Meadow Saffron. Nat. Ord. Melanthaceae. Linn. Syst. Hexandria Trigynia. Hab. England, and some parts of Europe.

Med. Prop. and Action. The Cormus, or Bulb, and the Seeds (off.) are acrid, purgative, diuretic, and sedative, in doses of gr. iij. - v. thrice daily or oftener. They contain a poisonous principle, Colchicina or Colchicine: and a peculiar acid, Cevadic Acid. In small doses, Colchicum increases the secretions generally, particularly those of the liver and mucous membrane of the intestines. In a full dose it purges copiously, allays pain in a remarkable manner, and depresses the action of the heart and arteries; in some persons it gives rise to intermission of the pulse; the motions produced by it are copious, frequent, and of a highly bilious character; the fasces, though solid, are surrounded with mucus, and its operation seems more analogous to that of the saline purgatives than of any other cathartic. Its sedative influence, though sensibly connected with its evacuant effects, is not, however, solely dependent upon them, and the number of motions may be very considerable without any proportionate depression of the strength ensuing (Dr. Barlow). Colchicum has been asserted to exercise a twofold action on the urine. Chelius believes, and the same fact has been stated by others, that, even in moderate doses, it has the effect of increasing the amount of lithates and Lithic Acid in the urine, when these are deficient; and Dr. Gravest has observed that, when the urine is loaded with lithates, Colchicum has the effect of decreasing their quantity, or of removing them altogether. This subject, however, has been carefully examined by Dr. Garrod|| who draws the following conclusions: - 1. That there is no evidence to prove that Colchicum produces its effects upon the system by causing the kidneys to excrete an increased amount of Uric Acid, but that in fact the reverse would seem to hold good. 2. That Colchicum is not always diuretic, but often diminishes the renal secretion, especially when its action is exerted upon the alimentary canal. 3. That it has no marked influence on the excretion of urea. These conclusions are drawn from careful analysis of seventy-two cases. From idiosyncrasy some persons are unable to take even the smallest dose of Colchicum without its producing serious constitutional disturbance. Externally applied, it is anodyne.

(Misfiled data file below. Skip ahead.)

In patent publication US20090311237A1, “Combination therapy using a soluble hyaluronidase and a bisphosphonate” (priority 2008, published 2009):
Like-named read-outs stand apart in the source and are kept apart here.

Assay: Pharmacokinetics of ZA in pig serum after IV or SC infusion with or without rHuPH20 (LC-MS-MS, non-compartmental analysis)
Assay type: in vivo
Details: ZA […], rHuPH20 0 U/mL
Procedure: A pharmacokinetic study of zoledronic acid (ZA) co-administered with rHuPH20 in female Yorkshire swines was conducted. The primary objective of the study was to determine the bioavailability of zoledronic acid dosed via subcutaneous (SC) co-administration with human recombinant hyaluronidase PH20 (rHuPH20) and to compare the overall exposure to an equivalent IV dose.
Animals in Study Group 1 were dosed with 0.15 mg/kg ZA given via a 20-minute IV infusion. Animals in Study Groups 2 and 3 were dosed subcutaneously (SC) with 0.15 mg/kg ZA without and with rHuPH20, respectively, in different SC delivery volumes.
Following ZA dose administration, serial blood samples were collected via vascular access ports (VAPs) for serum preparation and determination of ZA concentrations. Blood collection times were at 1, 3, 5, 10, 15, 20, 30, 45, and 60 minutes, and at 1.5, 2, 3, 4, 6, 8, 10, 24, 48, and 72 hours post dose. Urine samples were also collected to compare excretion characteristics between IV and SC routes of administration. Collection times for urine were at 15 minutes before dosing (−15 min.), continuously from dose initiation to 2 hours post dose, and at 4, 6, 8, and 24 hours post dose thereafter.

Offlc. Prep. Of the Bulb (Cormus Colchici): -

1. Extractum Colchici (the expressed juice, heated to 212°, strained and evaporated at a temperature not exceeding 160°, to a proper consistence). Dose, gr. 1/2 - gr. ij. every four or six hours.

* Lancet, Aug. 1842.

Cyc. Pract. Med., vol. ii art. Gout.

London Medical Gazette, vol. vii.

§ British and For. Med. Rev., April 1849.

|| Proceedings of Royal Med. Chir. Soc., June 8, 1858.

2. Extractum Colchici Aceticum (Prepared As The Extract, With The Addition Of Fl

oz. vj. of Acetic Acid to lbs. vij. of Colchicum Conns deprived of their coats). Dose, gr. 1/2 - gr ij.

8. Vinum Colchici (Colchicum Corm Dried And Sliced Oz

iv.; Sherry Oj. Prepared by maceration). Dose, ex. - fl. drui. 1/2, or to fl. drm. j.

Acetum Colchici (Ph. Lond.) (Dried Colchicum Conn 3iiiss.; Dilute Acetic Acid Oj.; Proof Spirit fiss. Prepared by maceration). Dose, ex. - f3j.

Of the Seed (Semen Colchici): Tinctura Colchici Seminis (Colchicum Seed, bruised, oz. iiss.; Proof Spirit Oj. Prepared by maceration and percolation). Dose, ex. - fl. drm. 1/2.

Dose of the Powdered Conns, gr. jj. - gr. viij.